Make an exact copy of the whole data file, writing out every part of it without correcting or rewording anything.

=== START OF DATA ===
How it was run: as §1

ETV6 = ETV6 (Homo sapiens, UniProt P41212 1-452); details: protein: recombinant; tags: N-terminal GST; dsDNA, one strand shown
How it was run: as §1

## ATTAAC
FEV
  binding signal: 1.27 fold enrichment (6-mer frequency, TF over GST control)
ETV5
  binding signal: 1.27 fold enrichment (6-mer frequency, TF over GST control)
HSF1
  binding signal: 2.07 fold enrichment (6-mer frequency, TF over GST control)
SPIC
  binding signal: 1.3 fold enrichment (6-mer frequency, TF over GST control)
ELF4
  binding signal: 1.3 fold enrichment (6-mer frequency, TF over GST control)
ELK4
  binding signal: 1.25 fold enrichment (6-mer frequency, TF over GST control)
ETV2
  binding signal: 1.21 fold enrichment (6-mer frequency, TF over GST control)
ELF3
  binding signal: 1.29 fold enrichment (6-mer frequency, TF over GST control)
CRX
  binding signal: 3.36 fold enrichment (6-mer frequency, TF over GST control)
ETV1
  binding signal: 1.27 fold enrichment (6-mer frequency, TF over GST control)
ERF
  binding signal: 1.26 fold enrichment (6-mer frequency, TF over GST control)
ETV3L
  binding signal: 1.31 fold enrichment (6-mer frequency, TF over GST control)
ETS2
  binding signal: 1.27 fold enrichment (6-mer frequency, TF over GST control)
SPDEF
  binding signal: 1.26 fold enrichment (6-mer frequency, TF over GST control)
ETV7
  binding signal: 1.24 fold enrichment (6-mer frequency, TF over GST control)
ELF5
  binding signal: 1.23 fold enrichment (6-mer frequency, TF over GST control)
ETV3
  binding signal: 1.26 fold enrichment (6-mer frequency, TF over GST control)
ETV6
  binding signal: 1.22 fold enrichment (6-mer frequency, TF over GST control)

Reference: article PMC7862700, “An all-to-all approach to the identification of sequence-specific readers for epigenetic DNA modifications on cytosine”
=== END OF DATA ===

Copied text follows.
How it was run: as §1

ETV6 = ETV6 (Homo sapiens, UniProt P41212 1-452); details: protein: recombinant; tags: N-terminal GST; dsDNA, one strand shown
How it was run: as §1

## ATTAAC
FEV
  binding signal: 1.27 fold enrichment (6-mer frequency, TF over GST control)
ETV5
  binding signal: 1.27 fold enrichment (6-mer frequency, TF over GST control)
HSF1
  binding signal: 2.07 fold enrichment (6-mer frequency, TF over GST control)
SPIC
  binding signal: 1.3 fold enrichment (6-mer frequency, TF over GST control)
ELF4
  binding signal: 1.3 fold enrichment (6-mer frequency, TF over GST control)
ELK4
  binding signal: 1.25 fold enrichment (6-mer frequency, TF over GST control)
ETV2
  binding signal: 1.21 fold enrichment (6-mer frequency, TF over GST control)
ELF3
  binding signal: 1.29 fold enrichment (6-mer frequency, TF over GST control)
CRX
  binding signal: 3.36 fold enrichment (6-mer frequency, TF over GST control)
ETV1
  binding signal: 1.27 fold enrichment (6-mer frequency, TF over GST control)
ERF
  binding signal: 1.26 fold enrichment (6-mer frequency, TF over GST control)
ETV3L
  binding signal: 1.31 fold enrichment (6-mer frequency, TF over GST control)
ETS2
  binding signal: 1.27 fold enrichment (6-mer frequency, TF over GST control)
SPDEF
  binding signal: 1.26 fold enrichment (6-mer frequency, TF over GST control)
ETV7
  binding signal: 1.24 fold enrichment (6-mer frequency, TF over GST control)
ELF5
  binding signal: 1.23 fold enrichment (6-mer frequency, TF over GST control)
ETV3
  binding signal: 1.26 fold enrichment (6-mer frequency, TF over GST control)
ETV6
  binding signal: 1.22 fold enrichment (6-mer frequency, TF over GST control)

Reference: article PMC7862700, “An all-to-all approach to the identification of sequence-specific readers for epigenetic DNA modifications on cytosine”